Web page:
By this point, you’re probably wondering why it took me almost a full year to complain about this. And that’s a valid question, but the truth is that I really did have a blast last year. I got to hang out with some of my close friends for a few days away from the daily grind, I got to meet some cool people, play some cool games, and just had the best vacation of my life. I was pissed going into the Con, but coming out I was more than willing to let the whole thing slide. So what happened between then and now to bring all of my bad feelings back to the surface? GenCon Event Registration 2011. Every year on the same day, thousands of people log onto the GenCon servers at the same to register for events. The way it worked last year was that everyone could manually register for each event individually, and if you could get your tickets into your shopping cart first, those tickets were reserved for you until you checked out. So if someone was running a Ghostbusters d6 game (a game that’s very underrated, but also extremely rare to find someone actually running), the person who got the tickets was the person who managed to get to them first. Kind of like shopping on Black Friday, only instead of 100 units of one item, there are often only six.

This year things worked a little differently. Instead of registering manually, you built up a “Wish List” containing all of the events you’d like to attend. When you set up your list you did so in order of priority, so the first item on your list was the event you most wanted to attend. It seemed like a great system until registration opened at noon this last Sunday. Our group had a meeting on Friday night that lasted almost six hours, figuring out how our Wish List should look, and when it was finally set up in a way that everyone was happy with we nominated The Professor to be the one to process it on Sunday. There was a grayed out box that said “process list” under our Wish List, and all he had to do was press that button at exactly 12 p.m. on Sunday morning. The problem came about when he actually pushed the button, because despite the fact that it was exactly noon when he set our Wish List to processing he was greeted with a message saying our list was 1269th in line. At first I assumed that they were going to go through and process the highest priority on each person’s list one by one before going back to the beginning and doing the same with the second highest item, but that wasn’t the case. Instead, they processed #1’s entire list before moving on to #2, then #3, then #4, and so on, until they got to all of the lists in the queue. I’ve heard that there were over 3000 lists in the queue at one point, but all I know for sure is that of all the events we tried to sign up for, we got almost none of them, and only one that was in our top ten. There was a guy on the GenCon forums who said out of the 50 events he signed up for, he only got into three.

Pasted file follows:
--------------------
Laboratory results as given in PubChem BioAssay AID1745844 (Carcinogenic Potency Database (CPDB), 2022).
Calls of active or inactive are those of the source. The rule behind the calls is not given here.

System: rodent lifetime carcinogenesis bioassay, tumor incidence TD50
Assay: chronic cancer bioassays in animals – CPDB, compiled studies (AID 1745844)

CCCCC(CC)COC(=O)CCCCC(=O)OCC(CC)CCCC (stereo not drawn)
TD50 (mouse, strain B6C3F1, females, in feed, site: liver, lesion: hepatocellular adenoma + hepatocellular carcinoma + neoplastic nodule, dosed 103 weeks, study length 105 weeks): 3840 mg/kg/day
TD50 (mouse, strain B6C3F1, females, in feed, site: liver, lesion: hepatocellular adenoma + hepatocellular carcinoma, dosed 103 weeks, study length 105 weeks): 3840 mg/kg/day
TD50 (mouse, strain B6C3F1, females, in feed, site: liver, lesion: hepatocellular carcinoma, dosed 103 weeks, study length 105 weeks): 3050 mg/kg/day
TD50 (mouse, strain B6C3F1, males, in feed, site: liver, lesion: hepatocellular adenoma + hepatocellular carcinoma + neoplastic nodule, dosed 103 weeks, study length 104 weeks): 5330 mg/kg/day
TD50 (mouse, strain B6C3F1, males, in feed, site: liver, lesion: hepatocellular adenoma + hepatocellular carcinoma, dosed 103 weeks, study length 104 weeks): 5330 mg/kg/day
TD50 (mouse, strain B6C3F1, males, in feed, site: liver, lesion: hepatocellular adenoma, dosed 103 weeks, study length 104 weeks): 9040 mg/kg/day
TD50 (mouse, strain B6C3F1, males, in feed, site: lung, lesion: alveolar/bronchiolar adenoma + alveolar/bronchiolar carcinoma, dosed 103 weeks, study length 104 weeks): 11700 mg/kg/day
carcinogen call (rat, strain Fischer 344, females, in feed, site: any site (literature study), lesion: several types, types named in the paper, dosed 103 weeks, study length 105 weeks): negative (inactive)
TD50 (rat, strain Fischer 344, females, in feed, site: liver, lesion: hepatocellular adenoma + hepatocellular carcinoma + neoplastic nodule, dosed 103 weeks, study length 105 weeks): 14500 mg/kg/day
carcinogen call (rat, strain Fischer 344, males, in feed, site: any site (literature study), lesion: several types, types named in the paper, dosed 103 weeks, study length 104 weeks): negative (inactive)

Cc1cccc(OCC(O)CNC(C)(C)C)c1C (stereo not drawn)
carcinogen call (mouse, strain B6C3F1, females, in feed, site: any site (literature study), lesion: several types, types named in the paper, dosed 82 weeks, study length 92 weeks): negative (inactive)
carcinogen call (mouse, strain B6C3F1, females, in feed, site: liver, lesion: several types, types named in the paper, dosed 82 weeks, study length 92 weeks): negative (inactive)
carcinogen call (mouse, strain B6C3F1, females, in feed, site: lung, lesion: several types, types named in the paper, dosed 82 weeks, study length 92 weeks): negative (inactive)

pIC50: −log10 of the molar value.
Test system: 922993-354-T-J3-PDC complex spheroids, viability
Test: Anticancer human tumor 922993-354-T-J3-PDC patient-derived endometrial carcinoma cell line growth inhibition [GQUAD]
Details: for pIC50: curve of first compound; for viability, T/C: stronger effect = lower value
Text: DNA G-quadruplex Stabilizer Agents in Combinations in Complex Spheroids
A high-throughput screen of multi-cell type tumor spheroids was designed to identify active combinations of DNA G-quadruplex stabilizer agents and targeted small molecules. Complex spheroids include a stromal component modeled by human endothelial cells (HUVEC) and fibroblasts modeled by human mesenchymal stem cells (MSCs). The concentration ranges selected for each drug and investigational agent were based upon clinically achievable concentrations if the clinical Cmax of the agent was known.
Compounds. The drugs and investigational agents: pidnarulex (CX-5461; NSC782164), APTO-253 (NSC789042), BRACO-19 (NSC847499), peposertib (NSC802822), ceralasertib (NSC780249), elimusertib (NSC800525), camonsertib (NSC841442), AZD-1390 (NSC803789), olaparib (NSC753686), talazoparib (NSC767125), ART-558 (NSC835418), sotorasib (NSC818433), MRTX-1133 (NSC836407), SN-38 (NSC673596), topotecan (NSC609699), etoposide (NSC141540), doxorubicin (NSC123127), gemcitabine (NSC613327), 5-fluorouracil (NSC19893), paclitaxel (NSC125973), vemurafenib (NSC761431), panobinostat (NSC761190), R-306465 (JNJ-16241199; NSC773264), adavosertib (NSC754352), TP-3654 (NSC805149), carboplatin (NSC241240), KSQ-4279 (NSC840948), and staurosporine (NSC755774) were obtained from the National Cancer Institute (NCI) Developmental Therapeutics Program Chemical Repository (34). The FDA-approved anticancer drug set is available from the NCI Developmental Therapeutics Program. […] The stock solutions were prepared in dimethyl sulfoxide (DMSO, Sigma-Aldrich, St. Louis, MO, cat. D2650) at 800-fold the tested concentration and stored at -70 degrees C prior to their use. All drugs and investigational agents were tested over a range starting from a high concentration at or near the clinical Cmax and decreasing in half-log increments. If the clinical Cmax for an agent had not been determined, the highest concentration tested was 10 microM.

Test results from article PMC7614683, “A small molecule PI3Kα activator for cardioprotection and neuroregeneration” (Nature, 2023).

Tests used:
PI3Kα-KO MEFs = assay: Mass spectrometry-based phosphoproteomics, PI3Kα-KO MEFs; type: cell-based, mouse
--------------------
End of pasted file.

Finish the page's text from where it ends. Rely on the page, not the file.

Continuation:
Our group is having an emergency meeting tomorrow afternoon to try and figure out a way to patch up what was looking like an amazing trip, but why is it even necessary? We didn’t get into all of the events we wanted to last year, but at least we were able to get into the ones that we really wanted. I’ve heard people say that this year’s system was less stressful, and I can see how that’s true. Last year was a frantic dash around the site, trying to gobble up tickets to the events that we wanted, and this year we just let the system do the work for us. But I would much rather take the semi-stressful, completely frantic hour from last year over the less stressful, anger inducing experience from this year. As someone on the GenCon forum put it, “The rich get richer, and the poor get poorer.”

The truth of the matter is that we’re still going to have a great time this year. Because in the end, the fun of GenCon is in the experience and memories, and everything else are just details. But as fun as the event itself is, should I be forced to get this angry and disappointed every year? I guess all I can do is fall back on the old proverb: “Fool me once, shame on you. Fool me twice, shame on me. Fool me three times? I’m going to Origins.”

This entry was posted on Wednesday, May 04, 2011 at Wednesday, May 04, 2011 and is filed under , . You can follow any responses to this entry through the comments feed .